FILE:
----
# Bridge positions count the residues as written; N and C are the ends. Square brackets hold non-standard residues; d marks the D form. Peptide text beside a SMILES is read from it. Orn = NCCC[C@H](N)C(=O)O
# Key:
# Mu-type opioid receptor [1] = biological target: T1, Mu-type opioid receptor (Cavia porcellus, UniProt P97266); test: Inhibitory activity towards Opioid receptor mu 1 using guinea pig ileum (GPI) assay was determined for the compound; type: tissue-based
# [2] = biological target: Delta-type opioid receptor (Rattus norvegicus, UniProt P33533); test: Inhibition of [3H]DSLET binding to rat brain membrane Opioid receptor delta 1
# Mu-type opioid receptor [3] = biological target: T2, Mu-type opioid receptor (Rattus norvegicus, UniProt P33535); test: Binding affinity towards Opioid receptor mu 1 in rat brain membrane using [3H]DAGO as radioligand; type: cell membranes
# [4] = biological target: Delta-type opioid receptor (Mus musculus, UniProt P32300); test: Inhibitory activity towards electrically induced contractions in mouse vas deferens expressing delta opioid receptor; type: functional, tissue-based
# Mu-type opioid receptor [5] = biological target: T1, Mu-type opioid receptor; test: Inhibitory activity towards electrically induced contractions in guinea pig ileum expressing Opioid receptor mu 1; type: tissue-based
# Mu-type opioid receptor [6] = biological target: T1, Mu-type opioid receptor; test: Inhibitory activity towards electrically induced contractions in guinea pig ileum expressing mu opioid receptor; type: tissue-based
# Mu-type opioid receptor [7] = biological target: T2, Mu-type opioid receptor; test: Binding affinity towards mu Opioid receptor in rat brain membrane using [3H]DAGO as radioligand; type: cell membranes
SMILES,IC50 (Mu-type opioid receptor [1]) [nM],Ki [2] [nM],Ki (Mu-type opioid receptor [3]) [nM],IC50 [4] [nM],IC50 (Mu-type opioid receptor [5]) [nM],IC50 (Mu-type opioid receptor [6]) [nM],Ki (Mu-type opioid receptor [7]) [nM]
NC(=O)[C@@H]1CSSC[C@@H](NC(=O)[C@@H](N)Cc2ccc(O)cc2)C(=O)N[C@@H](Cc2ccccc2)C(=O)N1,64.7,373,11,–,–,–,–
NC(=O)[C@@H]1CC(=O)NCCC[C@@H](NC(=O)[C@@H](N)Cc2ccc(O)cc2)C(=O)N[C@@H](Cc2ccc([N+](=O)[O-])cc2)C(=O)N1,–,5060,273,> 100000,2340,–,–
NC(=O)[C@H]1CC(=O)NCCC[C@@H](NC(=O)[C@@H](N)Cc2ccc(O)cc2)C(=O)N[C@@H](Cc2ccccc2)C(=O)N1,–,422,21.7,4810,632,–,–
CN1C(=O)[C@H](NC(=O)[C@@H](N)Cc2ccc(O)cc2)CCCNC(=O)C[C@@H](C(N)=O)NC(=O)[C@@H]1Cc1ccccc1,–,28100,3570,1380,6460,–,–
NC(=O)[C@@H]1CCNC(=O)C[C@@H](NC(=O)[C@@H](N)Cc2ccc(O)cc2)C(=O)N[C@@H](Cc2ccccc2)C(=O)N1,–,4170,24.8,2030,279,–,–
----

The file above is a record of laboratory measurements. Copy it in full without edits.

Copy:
# Bridge positions count the residues as written; N and C are the ends. Square brackets hold non-standard residues; d marks the D form. Peptide text beside a SMILES is read from it. Orn = NCCC[C@H](N)C(=O)O
# Key:
# Mu-type opioid receptor [1] = biological target: T1, Mu-type opioid receptor (Cavia porcellus, UniProt P97266); test: Inhibitory activity towards Opioid receptor mu 1 using guinea pig ileum (GPI) assay was determined for the compound; type: tissue-based
# [2] = biological target: Delta-type opioid receptor (Rattus norvegicus, UniProt P33533); test: Inhibition of [3H]DSLET binding to rat brain membrane Opioid receptor delta 1
# Mu-type opioid receptor [3] = biological target: T2, Mu-type opioid receptor (Rattus norvegicus, UniProt P33535); test: Binding affinity towards Opioid receptor mu 1 in rat brain membrane using [3H]DAGO as radioligand; type: cell membranes
# [4] = biological target: Delta-type opioid receptor (Mus musculus, UniProt P32300); test: Inhibitory activity towards electrically induced contractions in mouse vas deferens expressing delta opioid receptor; type: functional, tissue-based
# Mu-type opioid receptor [5] = biological target: T1, Mu-type opioid receptor; test: Inhibitory activity towards electrically induced contractions in guinea pig ileum expressing Opioid receptor mu 1; type: tissue-based
# Mu-type opioid receptor [6] = biological target: T1, Mu-type opioid receptor; test: Inhibitory activity towards electrically induced contractions in guinea pig ileum expressing mu opioid receptor; type: tissue-based
# Mu-type opioid receptor [7] = biological target: T2, Mu-type opioid receptor; test: Binding affinity towards mu Opioid receptor in rat brain membrane using [3H]DAGO as radioligand; type: cell membranes
SMILES,IC50 (Mu-type opioid receptor [1]) [nM],Ki [2] [nM],Ki (Mu-type opioid receptor [3]) [nM],IC50 [4] [nM],IC50 (Mu-type opioid receptor [5]) [nM],IC50 (Mu-type opioid receptor [6]) [nM],Ki (Mu-type opioid receptor [7]) [nM]
NC(=O)[C@@H]1CSSC[C@@H](NC(=O)[C@@H](N)Cc2ccc(O)cc2)C(=O)N[C@@H](Cc2ccccc2)C(=O)N1,64.7,373,11,–,–,–,–
NC(=O)[C@@H]1CC(=O)NCCC[C@@H](NC(=O)[C@@H](N)Cc2ccc(O)cc2)C(=O)N[C@@H](Cc2ccc([N+](=O)[O-])cc2)C(=O)N1,–,5060,273,> 100000,2340,–,–
NC(=O)[C@H]1CC(=O)NCCC[C@@H](NC(=O)[C@@H](N)Cc2ccc(O)cc2)C(=O)N[C@@H](Cc2ccccc2)C(=O)N1,–,422,21.7,4810,632,–,–
CN1C(=O)[C@H](NC(=O)[C@@H](N)Cc2ccc(O)cc2)CCCNC(=O)C[C@@H](C(N)=O)NC(=O)[C@@H]1Cc1ccccc1,–,28100,3570,1380,6460,–,–
NC(=O)[C@@H]1CCNC(=O)C[C@@H](NC(=O)[C@@H](N)Cc2ccc(O)cc2)C(=O)N[C@@H](Cc2ccccc2)C(=O)N1,–,4170,24.8,2030,279,–,–